YouTube's decided that sticking to video-only ads constitutes leaving money on the table. The firm's product manager, Melissa Hsieh Nikolic, wrote in a company blog post that YouTube will launch audio ads during podcasts and music on desktop. The idea is to allow businesses to reach even those consumers who run YouTube in the background, perhaps as background music to study to, for instance. The audio-only project is currently running in beta mode.
The Google-owned platform reports it's found audio ads to be effective in delivering brand content, noting that over 75 percent of measured audio ad campaigns brought "a significant lift in brand awareness." It's even giving the potentially curious crowd a look into how they can make their own successful audio campaigns. "Think: If I close my eyes, I can still clearly understand what this ad is about. Be clear and specific with your message and pick a friendly, authentic voice to deliver it," Nikolic explained.
Music to YouTube's ears — For a while now, marketing analysts have pointed to the influence of audio ads. Programmatic audio ads tend to do well with audiences because they go well beyond the scope of the average screen, targeting all kinds of consumers. Plus, people often let them run because skipping them is too much hassle, especially if they're doing other things.
Podcast advertising, for example, is enjoying a massive boost thanks to the land grab in the space that's underway (and which Spotify is leading) and the growing options for dynamically serving audio ads to podcast audiences, rather than having the same MailChimp ad baked into every episode of every show. A Statista study reported that the listener traffic for audio ads was 191.6 million users in 2019. Additionally, commercial audio ad expenditure went up by 30 percent in the industry the same year.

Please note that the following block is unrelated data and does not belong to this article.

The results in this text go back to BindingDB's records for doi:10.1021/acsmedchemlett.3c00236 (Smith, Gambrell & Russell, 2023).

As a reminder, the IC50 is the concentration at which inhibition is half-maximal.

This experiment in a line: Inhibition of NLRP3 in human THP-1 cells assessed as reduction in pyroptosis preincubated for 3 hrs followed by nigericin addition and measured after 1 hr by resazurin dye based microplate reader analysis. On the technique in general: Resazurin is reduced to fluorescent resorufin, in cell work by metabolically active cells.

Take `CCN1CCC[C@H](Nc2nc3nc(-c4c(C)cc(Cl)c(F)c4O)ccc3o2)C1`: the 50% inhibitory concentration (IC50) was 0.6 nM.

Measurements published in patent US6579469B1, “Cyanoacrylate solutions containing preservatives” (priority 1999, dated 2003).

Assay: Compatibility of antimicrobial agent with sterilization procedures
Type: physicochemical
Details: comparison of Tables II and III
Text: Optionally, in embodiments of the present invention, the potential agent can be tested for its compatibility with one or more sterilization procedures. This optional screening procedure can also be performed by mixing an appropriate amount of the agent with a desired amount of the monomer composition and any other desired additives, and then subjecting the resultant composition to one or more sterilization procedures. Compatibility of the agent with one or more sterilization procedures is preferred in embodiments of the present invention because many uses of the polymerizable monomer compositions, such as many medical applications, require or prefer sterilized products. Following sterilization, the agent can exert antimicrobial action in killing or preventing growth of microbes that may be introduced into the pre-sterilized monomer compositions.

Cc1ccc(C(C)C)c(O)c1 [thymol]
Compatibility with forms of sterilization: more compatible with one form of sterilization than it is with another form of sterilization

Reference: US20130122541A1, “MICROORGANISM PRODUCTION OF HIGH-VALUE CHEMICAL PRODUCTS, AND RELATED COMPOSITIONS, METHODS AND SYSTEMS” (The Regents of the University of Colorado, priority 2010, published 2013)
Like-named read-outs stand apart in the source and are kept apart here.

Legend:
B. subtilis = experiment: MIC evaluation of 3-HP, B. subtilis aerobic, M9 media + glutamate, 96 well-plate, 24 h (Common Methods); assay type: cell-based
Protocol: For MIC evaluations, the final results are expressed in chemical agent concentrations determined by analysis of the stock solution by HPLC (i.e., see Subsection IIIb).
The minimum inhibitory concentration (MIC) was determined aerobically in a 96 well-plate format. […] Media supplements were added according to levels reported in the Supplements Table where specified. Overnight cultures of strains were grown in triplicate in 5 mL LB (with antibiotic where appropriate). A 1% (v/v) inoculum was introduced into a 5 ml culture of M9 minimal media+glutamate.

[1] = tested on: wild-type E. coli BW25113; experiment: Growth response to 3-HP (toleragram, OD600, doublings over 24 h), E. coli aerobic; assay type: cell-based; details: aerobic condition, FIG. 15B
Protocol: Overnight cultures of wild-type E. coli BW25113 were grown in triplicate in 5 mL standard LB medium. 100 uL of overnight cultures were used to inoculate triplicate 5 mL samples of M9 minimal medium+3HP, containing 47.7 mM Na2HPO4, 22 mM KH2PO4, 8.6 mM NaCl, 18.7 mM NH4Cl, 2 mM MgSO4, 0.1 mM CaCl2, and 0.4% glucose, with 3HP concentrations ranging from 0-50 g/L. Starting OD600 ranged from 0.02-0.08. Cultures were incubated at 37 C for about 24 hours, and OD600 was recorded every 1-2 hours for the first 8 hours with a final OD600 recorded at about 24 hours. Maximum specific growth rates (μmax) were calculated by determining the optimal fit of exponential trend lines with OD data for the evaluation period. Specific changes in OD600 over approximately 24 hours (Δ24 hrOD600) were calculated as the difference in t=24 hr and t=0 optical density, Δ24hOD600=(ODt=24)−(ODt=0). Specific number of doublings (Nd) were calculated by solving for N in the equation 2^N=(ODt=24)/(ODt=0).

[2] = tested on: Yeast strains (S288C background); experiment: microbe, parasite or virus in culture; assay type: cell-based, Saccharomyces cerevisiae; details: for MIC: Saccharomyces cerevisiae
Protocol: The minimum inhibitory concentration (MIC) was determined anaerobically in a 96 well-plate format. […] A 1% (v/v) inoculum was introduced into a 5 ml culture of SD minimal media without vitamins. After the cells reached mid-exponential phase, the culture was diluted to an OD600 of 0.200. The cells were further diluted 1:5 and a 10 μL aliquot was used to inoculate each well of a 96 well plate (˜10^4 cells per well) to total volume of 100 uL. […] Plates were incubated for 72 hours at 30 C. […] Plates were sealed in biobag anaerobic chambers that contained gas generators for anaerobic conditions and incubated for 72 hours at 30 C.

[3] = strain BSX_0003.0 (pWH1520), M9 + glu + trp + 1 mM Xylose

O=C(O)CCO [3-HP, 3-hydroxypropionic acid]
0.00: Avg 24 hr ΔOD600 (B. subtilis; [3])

Audio killed the video (ad) star? — Now, we understand that ads on their own can be terribly pesky when they're peppered through a video, constantly interrupting the flow of the content you're diving into. But there are some benefits to running audio ads. For one, tracking listener impressions and conversions for audio ads is far less complicated than studying video ads. So advertisers are better able to study just how useful (or plain useless) their audio campaigns are.
Audio ads also transcend the listener's environment, meaning that they can target listeners while they're doing the laundry, dishes, driving, or just sitting in a cafe — in short, while they're not totally engaged. They're a lot cheaper than video ads, too, which explains why companies have been experimenting with the idea to save bucks on the side. And their engagement rates are impressive — audio ads result in a 24 percent higher recall rate than video ads, Nielsen Media Lab reports.
As a result, audio is part of many comprehensive (and cost-effective) marketing strategies. It's not clear where exactly YouTube plans to put these ads — they could be in the beginning, middle, or end of a video — but it's clear the company wants businesses to use its platform for this trackable, tough-to-dismiss, and widely-acclaimed advertising tool.